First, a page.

Note: This posting is based on my weekly “Thank God It’s Monday” that helps you and your company thrive!
This week’s focus: appealing to self-interest
Recently a high school in California faced an usual problem: The girls had started kissing the mirror in the restroom, leaving hard-to-remove imprints. Joe, the dedicated janitor, appealed to the principal for help. The principal immediately announced that the mirror kissing must stop…or else.
The kissing increased. Girls who had not really considered kissing a mirror suddenly saw the appeal. At the end of his scholarly rope, the principal called in a consultant, who brought sage advice to the situation—as we always do.
The consultant suggested that the principal meet with the president of each class in the girls’ restroom to discuss the situation. Initially the principal asked for both their empathy and cooperation in addressing the problem. Then he announced, “I think that once you understand how difficult the girls are making Joe’s job, you’ll use your influence to convince your classmates to stop kissing the mirror.”
To demonstrate the arduous task of cleaning the mirror. Joe took a toilet brush, dipped it in the toilet, and then scrubbed the mirror. That was the last time he ever had to clean the mirror.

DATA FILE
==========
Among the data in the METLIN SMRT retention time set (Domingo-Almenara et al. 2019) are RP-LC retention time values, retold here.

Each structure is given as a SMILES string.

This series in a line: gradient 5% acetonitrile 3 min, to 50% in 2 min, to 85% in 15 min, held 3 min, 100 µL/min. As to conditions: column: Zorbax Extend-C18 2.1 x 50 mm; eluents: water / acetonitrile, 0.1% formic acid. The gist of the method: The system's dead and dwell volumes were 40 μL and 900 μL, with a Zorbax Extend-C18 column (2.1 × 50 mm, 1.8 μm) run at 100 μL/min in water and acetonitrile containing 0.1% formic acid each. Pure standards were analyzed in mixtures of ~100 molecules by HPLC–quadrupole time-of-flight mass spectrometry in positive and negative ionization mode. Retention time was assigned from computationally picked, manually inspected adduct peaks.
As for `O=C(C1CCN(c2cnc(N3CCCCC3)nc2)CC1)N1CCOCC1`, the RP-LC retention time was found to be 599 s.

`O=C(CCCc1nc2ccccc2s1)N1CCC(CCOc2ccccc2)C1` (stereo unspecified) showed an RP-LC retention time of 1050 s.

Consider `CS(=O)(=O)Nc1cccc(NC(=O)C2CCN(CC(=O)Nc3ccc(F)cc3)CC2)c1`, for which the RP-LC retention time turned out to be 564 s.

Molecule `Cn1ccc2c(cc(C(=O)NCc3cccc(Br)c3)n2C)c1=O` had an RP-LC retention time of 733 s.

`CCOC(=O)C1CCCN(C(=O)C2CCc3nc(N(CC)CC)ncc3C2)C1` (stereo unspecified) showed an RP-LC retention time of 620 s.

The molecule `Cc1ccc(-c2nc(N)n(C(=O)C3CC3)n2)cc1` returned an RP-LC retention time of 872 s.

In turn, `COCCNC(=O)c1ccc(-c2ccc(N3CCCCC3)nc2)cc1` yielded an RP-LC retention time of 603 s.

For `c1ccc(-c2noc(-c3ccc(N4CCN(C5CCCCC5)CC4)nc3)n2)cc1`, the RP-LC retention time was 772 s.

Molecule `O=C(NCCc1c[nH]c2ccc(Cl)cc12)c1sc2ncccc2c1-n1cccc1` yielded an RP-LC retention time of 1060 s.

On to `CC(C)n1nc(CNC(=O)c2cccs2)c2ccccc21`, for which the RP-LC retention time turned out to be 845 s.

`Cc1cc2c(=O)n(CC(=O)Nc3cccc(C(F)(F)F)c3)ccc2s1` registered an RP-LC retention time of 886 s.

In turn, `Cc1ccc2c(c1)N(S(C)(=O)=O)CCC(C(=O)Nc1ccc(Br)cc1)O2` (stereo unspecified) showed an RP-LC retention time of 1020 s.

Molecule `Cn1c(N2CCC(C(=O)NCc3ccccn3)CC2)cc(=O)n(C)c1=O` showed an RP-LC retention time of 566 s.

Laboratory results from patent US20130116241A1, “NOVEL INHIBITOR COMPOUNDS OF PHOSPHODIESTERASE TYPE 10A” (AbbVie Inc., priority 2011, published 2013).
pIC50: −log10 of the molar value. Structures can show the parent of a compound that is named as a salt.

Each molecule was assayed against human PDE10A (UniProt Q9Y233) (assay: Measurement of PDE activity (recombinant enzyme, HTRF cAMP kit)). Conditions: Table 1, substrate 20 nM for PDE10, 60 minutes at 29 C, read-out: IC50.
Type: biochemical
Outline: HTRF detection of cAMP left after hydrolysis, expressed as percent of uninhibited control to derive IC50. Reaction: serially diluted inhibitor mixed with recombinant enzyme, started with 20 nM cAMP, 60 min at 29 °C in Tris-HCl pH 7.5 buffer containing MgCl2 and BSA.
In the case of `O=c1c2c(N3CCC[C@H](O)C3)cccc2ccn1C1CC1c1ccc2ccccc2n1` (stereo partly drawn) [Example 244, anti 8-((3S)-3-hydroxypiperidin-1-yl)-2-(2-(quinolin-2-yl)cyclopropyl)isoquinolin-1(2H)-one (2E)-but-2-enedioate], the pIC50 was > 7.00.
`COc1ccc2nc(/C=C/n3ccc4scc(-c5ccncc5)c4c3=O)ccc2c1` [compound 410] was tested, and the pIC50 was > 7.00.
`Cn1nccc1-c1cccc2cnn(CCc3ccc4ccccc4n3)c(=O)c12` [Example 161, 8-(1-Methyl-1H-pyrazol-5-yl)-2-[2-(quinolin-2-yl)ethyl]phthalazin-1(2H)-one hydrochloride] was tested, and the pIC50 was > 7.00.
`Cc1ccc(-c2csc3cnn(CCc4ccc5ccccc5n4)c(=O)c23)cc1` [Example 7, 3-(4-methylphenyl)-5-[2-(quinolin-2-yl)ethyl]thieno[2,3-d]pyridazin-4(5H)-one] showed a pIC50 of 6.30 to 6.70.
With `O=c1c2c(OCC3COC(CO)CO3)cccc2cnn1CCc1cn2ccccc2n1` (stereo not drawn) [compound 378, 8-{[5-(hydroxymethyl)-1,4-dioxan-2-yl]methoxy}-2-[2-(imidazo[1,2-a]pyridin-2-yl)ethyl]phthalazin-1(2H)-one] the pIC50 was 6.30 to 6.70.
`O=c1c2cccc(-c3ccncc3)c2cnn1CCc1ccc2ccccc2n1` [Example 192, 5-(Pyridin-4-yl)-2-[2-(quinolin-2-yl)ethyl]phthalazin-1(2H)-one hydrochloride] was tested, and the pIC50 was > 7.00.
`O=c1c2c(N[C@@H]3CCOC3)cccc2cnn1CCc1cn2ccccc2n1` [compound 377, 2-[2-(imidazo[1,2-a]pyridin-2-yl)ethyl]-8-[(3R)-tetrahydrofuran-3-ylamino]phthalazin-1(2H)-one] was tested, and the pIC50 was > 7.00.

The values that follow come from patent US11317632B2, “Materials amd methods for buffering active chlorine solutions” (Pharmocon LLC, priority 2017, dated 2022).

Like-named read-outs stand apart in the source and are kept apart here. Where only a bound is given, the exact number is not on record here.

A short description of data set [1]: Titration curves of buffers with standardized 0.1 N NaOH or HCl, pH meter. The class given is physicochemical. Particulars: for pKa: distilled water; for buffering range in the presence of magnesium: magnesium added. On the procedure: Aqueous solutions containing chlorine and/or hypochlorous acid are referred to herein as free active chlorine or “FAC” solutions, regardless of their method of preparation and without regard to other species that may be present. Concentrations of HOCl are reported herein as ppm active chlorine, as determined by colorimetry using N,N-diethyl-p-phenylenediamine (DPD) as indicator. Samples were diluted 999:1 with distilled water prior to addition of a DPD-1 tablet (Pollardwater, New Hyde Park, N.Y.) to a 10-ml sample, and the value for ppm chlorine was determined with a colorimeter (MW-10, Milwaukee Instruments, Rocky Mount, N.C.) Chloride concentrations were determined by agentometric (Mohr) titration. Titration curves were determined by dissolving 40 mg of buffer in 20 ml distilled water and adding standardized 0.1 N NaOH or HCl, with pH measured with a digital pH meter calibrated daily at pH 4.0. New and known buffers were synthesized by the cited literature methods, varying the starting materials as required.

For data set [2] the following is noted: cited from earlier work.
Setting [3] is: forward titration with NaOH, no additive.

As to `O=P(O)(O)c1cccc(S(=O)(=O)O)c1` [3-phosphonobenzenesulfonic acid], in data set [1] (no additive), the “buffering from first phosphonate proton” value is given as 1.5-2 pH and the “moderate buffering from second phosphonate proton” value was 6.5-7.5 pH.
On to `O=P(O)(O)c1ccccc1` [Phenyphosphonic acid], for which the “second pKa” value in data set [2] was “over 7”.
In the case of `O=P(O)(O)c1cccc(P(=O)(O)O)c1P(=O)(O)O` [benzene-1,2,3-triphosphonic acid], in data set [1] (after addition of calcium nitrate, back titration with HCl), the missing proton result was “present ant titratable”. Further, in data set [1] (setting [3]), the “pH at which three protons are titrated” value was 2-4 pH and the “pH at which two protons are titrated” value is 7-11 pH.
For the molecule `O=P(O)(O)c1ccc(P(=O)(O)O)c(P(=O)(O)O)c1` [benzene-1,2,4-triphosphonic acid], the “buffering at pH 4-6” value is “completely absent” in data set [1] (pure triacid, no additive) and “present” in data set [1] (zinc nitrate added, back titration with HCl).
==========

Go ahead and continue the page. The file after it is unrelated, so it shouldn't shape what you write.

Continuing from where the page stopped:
Too often we try to effect behavior change by presenting our wants and needs while simultaneously ignoring those of others.
Consultants know better. People change—when they do change—for their reasons, not ours. If we pinpoint their motivations and fears, we take significant strides in the direction of our goals.
When we don’t, we end up with toilet water on our kissers.
Note: This guest post comes courtesy of my good friend and colleague, Linda Henman, Henman Performance Group.
Thought for the week:
“Worrying is like praying for the things you don’t want.” - Source unknown
What do you think? I welcome your blog comments!
Dave Gardner, Gardner & Associates Consulting
© 2013 Gardner & Associates Consulting All Rights Reserved
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